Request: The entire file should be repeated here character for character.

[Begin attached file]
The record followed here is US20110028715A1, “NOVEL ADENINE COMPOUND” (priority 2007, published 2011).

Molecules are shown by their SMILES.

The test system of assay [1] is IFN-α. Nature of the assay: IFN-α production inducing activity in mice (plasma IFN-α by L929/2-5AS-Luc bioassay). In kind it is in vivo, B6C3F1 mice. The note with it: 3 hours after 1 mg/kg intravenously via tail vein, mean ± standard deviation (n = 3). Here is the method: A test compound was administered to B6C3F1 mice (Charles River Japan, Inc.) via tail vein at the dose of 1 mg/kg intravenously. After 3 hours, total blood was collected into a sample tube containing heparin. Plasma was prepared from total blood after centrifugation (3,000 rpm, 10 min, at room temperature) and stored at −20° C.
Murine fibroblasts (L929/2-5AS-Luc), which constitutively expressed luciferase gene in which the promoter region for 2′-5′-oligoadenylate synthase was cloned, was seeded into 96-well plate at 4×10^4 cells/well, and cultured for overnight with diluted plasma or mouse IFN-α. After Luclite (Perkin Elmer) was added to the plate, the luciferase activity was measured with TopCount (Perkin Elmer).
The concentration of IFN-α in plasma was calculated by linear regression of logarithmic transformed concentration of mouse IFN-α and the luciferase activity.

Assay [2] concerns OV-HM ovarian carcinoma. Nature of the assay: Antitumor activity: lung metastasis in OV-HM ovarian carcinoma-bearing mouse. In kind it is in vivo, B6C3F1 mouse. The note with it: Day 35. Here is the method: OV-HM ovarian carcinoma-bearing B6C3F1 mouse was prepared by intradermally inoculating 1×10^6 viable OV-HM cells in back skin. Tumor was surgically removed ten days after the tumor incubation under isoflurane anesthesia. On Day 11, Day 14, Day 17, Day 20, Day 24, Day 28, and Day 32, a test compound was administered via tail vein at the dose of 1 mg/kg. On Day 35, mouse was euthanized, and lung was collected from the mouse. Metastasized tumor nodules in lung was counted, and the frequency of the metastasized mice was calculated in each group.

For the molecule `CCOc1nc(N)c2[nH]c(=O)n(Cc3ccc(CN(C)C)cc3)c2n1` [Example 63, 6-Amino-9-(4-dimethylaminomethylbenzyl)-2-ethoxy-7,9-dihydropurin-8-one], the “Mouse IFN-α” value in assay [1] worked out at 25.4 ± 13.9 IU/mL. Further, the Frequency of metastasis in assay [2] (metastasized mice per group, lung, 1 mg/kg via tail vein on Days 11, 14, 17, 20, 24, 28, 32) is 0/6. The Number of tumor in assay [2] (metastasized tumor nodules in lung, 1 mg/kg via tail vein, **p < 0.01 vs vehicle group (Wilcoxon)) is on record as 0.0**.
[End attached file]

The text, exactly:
The record followed here is US20110028715A1, “NOVEL ADENINE COMPOUND” (priority 2007, published 2011).

Molecules are shown by their SMILES.

The test system of assay [1] is IFN-α. Nature of the assay: IFN-α production inducing activity in mice (plasma IFN-α by L929/2-5AS-Luc bioassay). In kind it is in vivo, B6C3F1 mice. The note with it: 3 hours after 1 mg/kg intravenously via tail vein, mean ± standard deviation (n = 3). Here is the method: A test compound was administered to B6C3F1 mice (Charles River Japan, Inc.) via tail vein at the dose of 1 mg/kg intravenously. After 3 hours, total blood was collected into a sample tube containing heparin. Plasma was prepared from total blood after centrifugation (3,000 rpm, 10 min, at room temperature) and stored at −20° C.
Murine fibroblasts (L929/2-5AS-Luc), which constitutively expressed luciferase gene in which the promoter region for 2′-5′-oligoadenylate synthase was cloned, was seeded into 96-well plate at 4×10^4 cells/well, and cultured for overnight with diluted plasma or mouse IFN-α. After Luclite (Perkin Elmer) was added to the plate, the luciferase activity was measured with TopCount (Perkin Elmer).
The concentration of IFN-α in plasma was calculated by linear regression of logarithmic transformed concentration of mouse IFN-α and the luciferase activity.

Assay [2] concerns OV-HM ovarian carcinoma. Nature of the assay: Antitumor activity: lung metastasis in OV-HM ovarian carcinoma-bearing mouse. In kind it is in vivo, B6C3F1 mouse. The note with it: Day 35. Here is the method: OV-HM ovarian carcinoma-bearing B6C3F1 mouse was prepared by intradermally inoculating 1×10^6 viable OV-HM cells in back skin. Tumor was surgically removed ten days after the tumor incubation under isoflurane anesthesia. On Day 11, Day 14, Day 17, Day 20, Day 24, Day 28, and Day 32, a test compound was administered via tail vein at the dose of 1 mg/kg. On Day 35, mouse was euthanized, and lung was collected from the mouse. Metastasized tumor nodules in lung was counted, and the frequency of the metastasized mice was calculated in each group.

For the molecule `CCOc1nc(N)c2[nH]c(=O)n(Cc3ccc(CN(C)C)cc3)c2n1` [Example 63, 6-Amino-9-(4-dimethylaminomethylbenzyl)-2-ethoxy-7,9-dihydropurin-8-one], the “Mouse IFN-α” value in assay [1] worked out at 25.4 ± 13.9 IU/mL. Further, the Frequency of metastasis in assay [2] (metastasized mice per group, lung, 1 mg/kg via tail vein on Days 11, 14, 17, 20, 24, 28, 32) is 0/6. The Number of tumor in assay [2] (metastasized tumor nodules in lung, 1 mg/kg via tail vein, **p < 0.01 vs vehicle group (Wilcoxon)) is on record as 0.0**.